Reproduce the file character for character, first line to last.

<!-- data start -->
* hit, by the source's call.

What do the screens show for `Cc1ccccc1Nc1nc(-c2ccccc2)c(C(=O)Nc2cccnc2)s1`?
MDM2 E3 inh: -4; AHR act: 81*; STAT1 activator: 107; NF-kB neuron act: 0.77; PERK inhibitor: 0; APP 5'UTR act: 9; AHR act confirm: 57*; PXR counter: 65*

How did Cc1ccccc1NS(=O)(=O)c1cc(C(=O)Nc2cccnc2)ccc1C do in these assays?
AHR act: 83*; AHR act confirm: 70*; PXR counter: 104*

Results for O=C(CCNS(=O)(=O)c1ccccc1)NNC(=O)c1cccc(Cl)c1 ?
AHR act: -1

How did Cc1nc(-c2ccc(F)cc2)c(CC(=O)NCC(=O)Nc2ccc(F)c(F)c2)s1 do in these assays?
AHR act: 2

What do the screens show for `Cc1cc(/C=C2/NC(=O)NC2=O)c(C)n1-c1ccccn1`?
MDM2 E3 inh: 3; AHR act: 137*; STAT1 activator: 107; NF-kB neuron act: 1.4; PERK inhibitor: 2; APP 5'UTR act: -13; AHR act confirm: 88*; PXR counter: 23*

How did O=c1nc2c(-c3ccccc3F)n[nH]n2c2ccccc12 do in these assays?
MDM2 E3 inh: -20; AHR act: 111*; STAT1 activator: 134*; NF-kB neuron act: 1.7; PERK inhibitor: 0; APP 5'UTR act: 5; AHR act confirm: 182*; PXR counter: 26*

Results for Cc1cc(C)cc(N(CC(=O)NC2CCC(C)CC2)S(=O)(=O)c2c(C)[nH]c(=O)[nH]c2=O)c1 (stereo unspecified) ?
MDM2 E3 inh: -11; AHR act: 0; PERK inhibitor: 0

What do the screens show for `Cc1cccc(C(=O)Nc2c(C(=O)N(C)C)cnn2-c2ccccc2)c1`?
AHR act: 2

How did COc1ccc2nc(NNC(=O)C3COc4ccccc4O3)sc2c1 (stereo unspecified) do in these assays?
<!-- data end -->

* hit, by the source's call.

What do the screens show for `Cc1ccccc1Nc1nc(-c2ccccc2)c(C(=O)Nc2cccnc2)s1`?
MDM2 E3 inh: -4; AHR act: 81*; STAT1 activator: 107; NF-kB neuron act: 0.77; PERK inhibitor: 0; APP 5'UTR act: 9; AHR act confirm: 57*; PXR counter: 65*

How did Cc1ccccc1NS(=O)(=O)c1cc(C(=O)Nc2cccnc2)ccc1C do in these assays?
AHR act: 83*; AHR act confirm: 70*; PXR counter: 104*

Results for O=C(CCNS(=O)(=O)c1ccccc1)NNC(=O)c1cccc(Cl)c1 ?
AHR act: -1

How did Cc1nc(-c2ccc(F)cc2)c(CC(=O)NCC(=O)Nc2ccc(F)c(F)c2)s1 do in these assays?
AHR act: 2

What do the screens show for `Cc1cc(/C=C2/NC(=O)NC2=O)c(C)n1-c1ccccn1`?
MDM2 E3 inh: 3; AHR act: 137*; STAT1 activator: 107; NF-kB neuron act: 1.4; PERK inhibitor: 2; APP 5'UTR act: -13; AHR act confirm: 88*; PXR counter: 23*

How did O=c1nc2c(-c3ccccc3F)n[nH]n2c2ccccc12 do in these assays?
MDM2 E3 inh: -20; AHR act: 111*; STAT1 activator: 134*; NF-kB neuron act: 1.7; PERK inhibitor: 0; APP 5'UTR act: 5; AHR act confirm: 182*; PXR counter: 26*

Results for Cc1cc(C)cc(N(CC(=O)NC2CCC(C)CC2)S(=O)(=O)c2c(C)[nH]c(=O)[nH]c2=O)c1 (stereo unspecified) ?
MDM2 E3 inh: -11; AHR act: 0; PERK inhibitor: 0

What do the screens show for `Cc1cccc(C(=O)Nc2c(C(=O)N(C)C)cnn2-c2ccccc2)c1`?
AHR act: 2

How did COc1ccc2nc(NNC(=O)C3COc4ccccc4O3)sc2c1 (stereo unspecified) do in these assays?